I hope this helps anyone understand better some of Ruby meta-programming capability, beauty and power!

Ruby, I love you!

Amen

Get the full script here (rename it to js.rb)

11 Comments

Filed under js, ruby, tutorial

The Secret of Happiness : Constraint

If you have one video to watch today, this week, this month or even this year, make it this one. Both enlightening and funny, it’s a scientific proof that the way to acheive happiness is not the one you think.

6 Comments

Filed under links, Misc, video

Defensio on Rails

I know what you’re thinking: what kind of lazy ass are your Marc ? Did you get a life, lost your computer, your girlfriend went into labour ? More then a month since I released a project! Wow, I must have been pretty busy…

While talking with Carl at the last Montreal on Rails meeting, it occurred to me that it would be cool to integrate spam filtering with Defensio in my next project (more details on this eventually).

Defensio has received good and bad reviews, but from what I understand, it really gets better with time as opposite to Akismet who plateau pretty soon. I think one of the reason why Defensio might be better is that it uses much more data to classify your comments. Not just the content and user IP but the author email, the date of the article and the color of the sox the author’s sister’s father in law wore last weekend. That might be hard and tortuous to supply, especially when he’s on vacation. So that’s why I though I could make a Rails plugin that make it easy to supply all this info without hunting into your sister’s father in law wardrobe.

Get to the point already

1) The first thing your need to do to use the defensio Rails plugin is to install it:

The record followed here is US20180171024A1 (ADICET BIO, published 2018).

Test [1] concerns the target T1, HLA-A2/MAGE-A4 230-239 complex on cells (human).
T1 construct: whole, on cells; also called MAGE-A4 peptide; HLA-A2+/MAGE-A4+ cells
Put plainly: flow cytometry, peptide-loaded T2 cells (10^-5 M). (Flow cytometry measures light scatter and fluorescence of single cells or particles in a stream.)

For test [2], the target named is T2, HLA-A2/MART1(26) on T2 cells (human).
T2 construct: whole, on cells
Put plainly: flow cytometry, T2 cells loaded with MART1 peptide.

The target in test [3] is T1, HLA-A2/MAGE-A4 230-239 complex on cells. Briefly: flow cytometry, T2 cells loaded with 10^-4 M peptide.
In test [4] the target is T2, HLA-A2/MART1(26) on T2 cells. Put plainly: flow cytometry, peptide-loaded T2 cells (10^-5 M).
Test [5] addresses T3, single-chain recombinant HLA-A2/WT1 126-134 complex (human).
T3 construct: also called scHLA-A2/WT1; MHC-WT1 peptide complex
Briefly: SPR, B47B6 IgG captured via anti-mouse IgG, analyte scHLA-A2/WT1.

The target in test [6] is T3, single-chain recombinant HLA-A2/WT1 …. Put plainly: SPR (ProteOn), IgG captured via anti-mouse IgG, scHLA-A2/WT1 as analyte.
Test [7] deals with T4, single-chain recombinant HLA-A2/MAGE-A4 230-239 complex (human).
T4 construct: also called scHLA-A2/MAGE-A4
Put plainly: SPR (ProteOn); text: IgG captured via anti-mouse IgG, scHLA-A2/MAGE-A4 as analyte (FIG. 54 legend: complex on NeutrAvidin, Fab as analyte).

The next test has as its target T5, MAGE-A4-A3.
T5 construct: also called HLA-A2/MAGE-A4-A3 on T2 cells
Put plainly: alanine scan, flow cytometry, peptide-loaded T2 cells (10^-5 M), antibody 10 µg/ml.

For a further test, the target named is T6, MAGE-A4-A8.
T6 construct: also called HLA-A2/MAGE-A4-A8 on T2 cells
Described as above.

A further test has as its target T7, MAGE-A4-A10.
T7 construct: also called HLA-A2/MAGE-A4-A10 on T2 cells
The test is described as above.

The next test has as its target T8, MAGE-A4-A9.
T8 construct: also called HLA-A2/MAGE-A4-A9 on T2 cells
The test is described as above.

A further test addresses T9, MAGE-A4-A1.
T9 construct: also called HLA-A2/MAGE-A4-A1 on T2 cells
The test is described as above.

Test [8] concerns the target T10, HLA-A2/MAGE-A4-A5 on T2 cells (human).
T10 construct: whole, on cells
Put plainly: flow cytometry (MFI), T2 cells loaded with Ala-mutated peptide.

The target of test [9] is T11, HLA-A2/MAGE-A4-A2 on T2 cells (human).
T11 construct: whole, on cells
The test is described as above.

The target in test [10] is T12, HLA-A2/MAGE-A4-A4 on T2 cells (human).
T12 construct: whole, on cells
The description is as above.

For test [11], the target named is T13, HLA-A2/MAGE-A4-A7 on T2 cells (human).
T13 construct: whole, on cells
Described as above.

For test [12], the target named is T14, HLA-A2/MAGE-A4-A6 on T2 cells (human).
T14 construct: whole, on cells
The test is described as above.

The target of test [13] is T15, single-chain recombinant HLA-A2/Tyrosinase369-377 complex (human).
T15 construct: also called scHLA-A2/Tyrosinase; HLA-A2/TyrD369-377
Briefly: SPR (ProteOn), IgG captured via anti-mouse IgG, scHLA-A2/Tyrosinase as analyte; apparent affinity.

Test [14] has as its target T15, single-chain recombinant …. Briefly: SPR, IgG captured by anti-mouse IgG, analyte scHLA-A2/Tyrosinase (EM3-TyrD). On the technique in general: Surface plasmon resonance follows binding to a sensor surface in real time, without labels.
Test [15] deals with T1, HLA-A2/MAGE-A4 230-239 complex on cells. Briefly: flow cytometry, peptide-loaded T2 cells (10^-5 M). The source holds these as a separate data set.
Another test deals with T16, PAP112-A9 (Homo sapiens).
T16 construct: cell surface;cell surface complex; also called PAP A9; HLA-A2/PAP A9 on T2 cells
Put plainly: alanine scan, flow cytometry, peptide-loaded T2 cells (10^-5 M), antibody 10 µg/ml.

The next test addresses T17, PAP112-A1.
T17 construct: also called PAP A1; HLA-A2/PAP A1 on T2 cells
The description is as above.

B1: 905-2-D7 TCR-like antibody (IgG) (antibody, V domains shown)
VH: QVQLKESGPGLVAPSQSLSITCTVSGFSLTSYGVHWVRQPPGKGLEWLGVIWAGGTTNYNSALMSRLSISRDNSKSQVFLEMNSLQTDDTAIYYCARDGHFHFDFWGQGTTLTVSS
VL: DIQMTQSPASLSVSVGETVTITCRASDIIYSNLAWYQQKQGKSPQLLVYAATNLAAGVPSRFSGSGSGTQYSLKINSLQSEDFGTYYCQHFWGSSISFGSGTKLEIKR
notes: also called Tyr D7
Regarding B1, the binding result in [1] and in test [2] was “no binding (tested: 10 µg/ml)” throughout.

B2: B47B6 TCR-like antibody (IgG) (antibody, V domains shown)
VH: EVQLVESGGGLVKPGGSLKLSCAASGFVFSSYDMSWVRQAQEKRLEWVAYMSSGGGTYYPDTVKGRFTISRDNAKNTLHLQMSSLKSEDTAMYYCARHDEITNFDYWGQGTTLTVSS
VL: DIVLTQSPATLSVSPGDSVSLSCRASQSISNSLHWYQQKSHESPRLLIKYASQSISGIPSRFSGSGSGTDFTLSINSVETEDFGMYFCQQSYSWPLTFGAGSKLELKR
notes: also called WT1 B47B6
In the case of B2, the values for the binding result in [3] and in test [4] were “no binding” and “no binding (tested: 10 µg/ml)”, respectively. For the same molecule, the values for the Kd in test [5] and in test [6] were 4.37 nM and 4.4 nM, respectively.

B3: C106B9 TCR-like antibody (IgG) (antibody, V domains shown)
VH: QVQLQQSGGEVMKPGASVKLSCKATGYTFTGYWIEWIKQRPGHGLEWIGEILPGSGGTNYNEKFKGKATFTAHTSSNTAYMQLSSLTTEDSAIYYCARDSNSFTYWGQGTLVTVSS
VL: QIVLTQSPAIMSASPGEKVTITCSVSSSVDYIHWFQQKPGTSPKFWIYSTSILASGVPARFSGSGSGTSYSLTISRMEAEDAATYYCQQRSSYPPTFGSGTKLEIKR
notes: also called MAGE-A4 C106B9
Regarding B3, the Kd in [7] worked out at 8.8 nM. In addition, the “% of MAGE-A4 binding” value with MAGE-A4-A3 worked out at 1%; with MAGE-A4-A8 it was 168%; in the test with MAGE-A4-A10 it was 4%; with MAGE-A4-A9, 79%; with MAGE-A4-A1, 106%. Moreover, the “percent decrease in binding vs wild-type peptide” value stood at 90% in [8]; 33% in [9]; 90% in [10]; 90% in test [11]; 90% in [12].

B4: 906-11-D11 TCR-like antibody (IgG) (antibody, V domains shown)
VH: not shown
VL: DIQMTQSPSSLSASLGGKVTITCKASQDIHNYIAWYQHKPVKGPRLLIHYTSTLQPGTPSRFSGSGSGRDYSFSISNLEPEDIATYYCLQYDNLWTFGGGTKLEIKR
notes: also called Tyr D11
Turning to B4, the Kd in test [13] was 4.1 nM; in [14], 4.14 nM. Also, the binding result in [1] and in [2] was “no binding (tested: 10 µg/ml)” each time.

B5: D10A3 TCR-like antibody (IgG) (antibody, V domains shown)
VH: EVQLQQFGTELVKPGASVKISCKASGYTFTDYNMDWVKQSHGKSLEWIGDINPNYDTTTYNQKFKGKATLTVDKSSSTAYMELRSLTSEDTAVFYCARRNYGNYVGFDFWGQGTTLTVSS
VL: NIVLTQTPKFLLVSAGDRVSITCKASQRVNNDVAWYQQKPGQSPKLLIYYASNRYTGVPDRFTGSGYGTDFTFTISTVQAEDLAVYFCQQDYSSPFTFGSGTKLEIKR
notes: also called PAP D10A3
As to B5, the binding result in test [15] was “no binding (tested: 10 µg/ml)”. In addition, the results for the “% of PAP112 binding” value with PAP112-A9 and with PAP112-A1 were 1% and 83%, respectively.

script/plugin install http://code.macournoyer.com/svn/plugins/defensio/

2) Then you might want to create a config file in /yourapp/config/defensio.yml

development:
  api_key: 1234abc
  owner_url: http://code.macournoyer.com/svn/plugins/defensio

test:
  api_key: 1234abc
  owner_url: http://code.macournoyer.com/svn/plugins/defensio

production:
  api_key: 6789xyz
  owner_url: http://code.macournoyer.com/svn/plugins/defensio

You'll need to get an API key at this point. Ask the guys at Defensio, or spam Carl until he gives you one.

3) Next step is to add the columns used to store the comment spaminess level

script/generate defensio_migration comment

(Replace comment with the name of your model that you want to be marked as spam/ham)

Run it like there's no tomorrow !

rake db:migrate

4) In your article class (the one that holds the comments), add:

acts_as_defensio_article

By default the following fields will be looked up for values: author, author_email, title, content, permalink.
You can change those fields with the :fields options, like this:

acts_as_defensio_article :fields => { :content => :body }

The content value will be fetched from the body method.

5) In your comment class (the one that can be spam or ham), add:

acts_as_defensio_comment

Same things apply with the :fields thinggy. Looking in the following fields by default: author, content, title, author_email, author_url, article.permalink, trusted_user and logged_in.

6) Add some magic in your controller:

class CommentsController < ApplicationController
  def index
    @ham  = @article.comments.find_all_by_spam(false)
    @spam = @article.comments.find_all_by_spam(true, :order => 'spaminess desc')
  end

  def create
    @comment = @article.comments.build(params[:comment])
    @comment.env = request.env

    if @comment.save
      if @comment.spam
        flash[:notice] = 'Your comment has been marked for review'
      else
        flash[:notice] = 'Comment created'
      end
      redirect_to article_url(@article)
    else
      render :action => 'new'
    end
  end

  def report_as_spam
    @comment = @article.comments.find(params[:id])
    @comment.report_as_spam
  end

  def report_as_ham
    @comment = @article.comments.find(params[:id])
    @comment.report_as_ham
  end

  def stats
    @stats = Comment.defensio_stats
  end
end

You're done! Now go find some spammers !

Beta aka buggy

I've started to use this plugin myself in one of my personal project but not for very long. It might contain some bugz. Although I doubt it... I never write bugs. If you encounter any unwanted features (aka bug) please let me know in the comments here.

Thanks to the guys at Karabunga for making Defensio, using the API was a real pleasure!

Update: There are more detailed code sample in the plugin svn: http://code.macournoyer.com/svn/plugins/defensio/example/

Update: Documentation is online.

12 Comments

Filed under rails, ruby